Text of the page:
It’s also awesome to try to look at life through his eyes.  Everything is new to him, and he’s fully present and in the moment.  There’s such discovery, especially now when he’s in the midst of a language explosion.  It’s wonderful watching his wheels turn as he figures out what to say, and says it; it’s awe-inspiring.

I’m not sure if my word would be the same had my path to parenting taken another route.  I’ll never know.  Parenting can be demanding, taxing, difficult, incredible, miraculous and awesome.  Which word would you choose?

Image: Melanie Elliott

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I recently went to my OB for an exam and it was the first time in many years that I felt good about being there.  In an earlier blog, I mentioned that my husband and I tried assisted reproductive technology (ART) to build our family.  While going through the major ups and downs associated with infertility, the last place I felt comfortable was my OB’s waiting room looking at all of the pregnant women, wishing I were in their shoes.

We used ART for over 2 years and did 3 IVFs, 2 IUIs and 1 FET during that period.  Anyone who’s had infertility issues and has used ART to try to conceive knows how crazy the process is.  I got pregnant 2 times from the IVFs, and each of those pregnancies was a chemical pregnancy.  I was pregnant, but there was nothing viable.  Literally, one minute you’re pregnant, and the next you miscarry.  It was miserable and heartbreaking.

So, I dreaded this yearly appointment and would sit in the waiting room green with envy trying not to stare at the glowing mothers-to-be.  It was difficult to keep from crying.  I love my OB, and once in the exam room, would joke with her about my situation, finding the humor in having ½ a uterus and older eggs.  But deep down, it hurt to be there.  Luckily, I only saw her once a year.

After 2½ years of ART, my husband and I stopped all medical, except for acupuncture (which I had been doing from the beginning).  During those next 2 years, against all medical odds for both of us, I got pregnant naturally, twice.  One was another devastating chemical pregnancy.  Then, in 2008, my numbers kept going up.  This pregnancy seemed to be sticking.  We were thrilled and petrified to finally be the expectant parents in the OB’s waiting room.  It’s like we graduated into new pregnancy territory.  I was so happy, yet it felt like the other shoe was going to drop.  This was our longest pregnancy, 7 weeks, but there was no heartbeat.  Another miscarriage, my final miscarriage was on its way.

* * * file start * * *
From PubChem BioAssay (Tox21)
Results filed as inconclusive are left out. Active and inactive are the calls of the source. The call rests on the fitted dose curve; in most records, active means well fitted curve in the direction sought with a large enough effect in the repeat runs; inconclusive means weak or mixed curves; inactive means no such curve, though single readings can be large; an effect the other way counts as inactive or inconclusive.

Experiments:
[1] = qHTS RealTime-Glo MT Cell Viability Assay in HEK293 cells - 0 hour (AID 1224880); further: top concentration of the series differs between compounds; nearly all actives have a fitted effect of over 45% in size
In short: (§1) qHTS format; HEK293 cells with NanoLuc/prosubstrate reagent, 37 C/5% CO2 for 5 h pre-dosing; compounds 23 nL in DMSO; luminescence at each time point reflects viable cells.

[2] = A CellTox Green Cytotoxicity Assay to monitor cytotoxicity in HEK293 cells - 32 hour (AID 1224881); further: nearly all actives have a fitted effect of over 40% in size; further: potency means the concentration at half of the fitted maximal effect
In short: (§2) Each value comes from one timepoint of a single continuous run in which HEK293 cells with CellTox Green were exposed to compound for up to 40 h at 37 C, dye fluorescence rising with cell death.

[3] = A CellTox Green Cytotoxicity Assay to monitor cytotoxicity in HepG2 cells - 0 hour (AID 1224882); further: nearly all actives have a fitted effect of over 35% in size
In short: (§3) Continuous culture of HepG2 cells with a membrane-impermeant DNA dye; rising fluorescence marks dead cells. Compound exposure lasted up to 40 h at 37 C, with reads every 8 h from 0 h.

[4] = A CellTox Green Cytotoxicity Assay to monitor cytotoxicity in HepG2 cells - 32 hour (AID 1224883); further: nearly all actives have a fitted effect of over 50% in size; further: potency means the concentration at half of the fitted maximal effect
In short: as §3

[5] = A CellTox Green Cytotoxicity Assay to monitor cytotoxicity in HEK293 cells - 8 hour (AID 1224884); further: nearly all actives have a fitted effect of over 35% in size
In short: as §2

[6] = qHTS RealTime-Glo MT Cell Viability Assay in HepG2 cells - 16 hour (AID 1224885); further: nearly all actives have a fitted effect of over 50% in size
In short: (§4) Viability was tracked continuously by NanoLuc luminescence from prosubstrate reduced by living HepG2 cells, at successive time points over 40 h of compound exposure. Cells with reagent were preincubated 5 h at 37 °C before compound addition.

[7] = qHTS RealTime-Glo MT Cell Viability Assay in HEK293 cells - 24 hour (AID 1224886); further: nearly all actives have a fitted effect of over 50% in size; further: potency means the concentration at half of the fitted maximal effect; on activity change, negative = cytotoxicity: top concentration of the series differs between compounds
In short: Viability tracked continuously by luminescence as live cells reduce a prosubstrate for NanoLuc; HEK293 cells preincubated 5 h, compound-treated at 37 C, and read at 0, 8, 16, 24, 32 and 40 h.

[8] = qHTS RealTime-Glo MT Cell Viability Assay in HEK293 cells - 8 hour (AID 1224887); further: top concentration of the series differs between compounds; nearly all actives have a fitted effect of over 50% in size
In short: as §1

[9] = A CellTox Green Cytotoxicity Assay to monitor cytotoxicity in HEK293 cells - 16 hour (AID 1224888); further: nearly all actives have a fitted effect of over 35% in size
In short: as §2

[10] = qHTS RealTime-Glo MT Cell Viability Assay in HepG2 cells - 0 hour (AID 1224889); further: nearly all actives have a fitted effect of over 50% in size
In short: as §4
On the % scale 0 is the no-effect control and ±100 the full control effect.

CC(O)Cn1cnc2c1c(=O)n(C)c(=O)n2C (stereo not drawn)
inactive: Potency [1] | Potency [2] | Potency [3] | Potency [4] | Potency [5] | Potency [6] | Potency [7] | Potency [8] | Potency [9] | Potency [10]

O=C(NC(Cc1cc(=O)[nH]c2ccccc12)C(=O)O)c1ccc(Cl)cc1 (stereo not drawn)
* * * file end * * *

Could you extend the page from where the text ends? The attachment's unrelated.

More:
I surrendered the idea of a full term pregnancy many times throughout our trying to conceive journey, but kept up hope.  This last miscarriage was it for us.  At home one morning, I got on my knees and asked God, or Spirit of the Universe, whatever is out there, to please show me how I could best serve as a parent.  With that final letting go came a dramatic shift in my outlook.  I knew in my gut and in my heart that it would all be okay.  My husband and I had already started the adoption process and I had my answer.  We would be parents through adoption.  I was at peace knowing that.

Many of my friends were successful with ART and had their children in a multitude of ways.  Their dreams also came true.  I always say, if you want to be a parent, it’ll happen, just maybe not in the way you’ve envisioned it.

I recently wrote about reflections on family, in celebration of our year anniversary with our son, The Littlest E.  At this last OB appointment, my husband and son happened to be with me.  We all sat in the waiting room together – a complete family.  The pregnant moms looked at us, at The Littlest E, and got to see what a 2 year old looks like, their future.  I even had conversations with a couple of them.  You see, I’m a mom, too.  I’m a MOM.  No longer do I look at pregnant women wanting to be them.

During my exam, I proudly showed my OB pictures of The Littlest E.  She was happy for me.  I know I will never be pregnant again and it doesn’t matter anymore.  The grief is gone.  I came to this appointment a cheerful and content woman, and left the same way, with my family by my side.  I found a joyous life after infertility.

Image: Liber (the poet)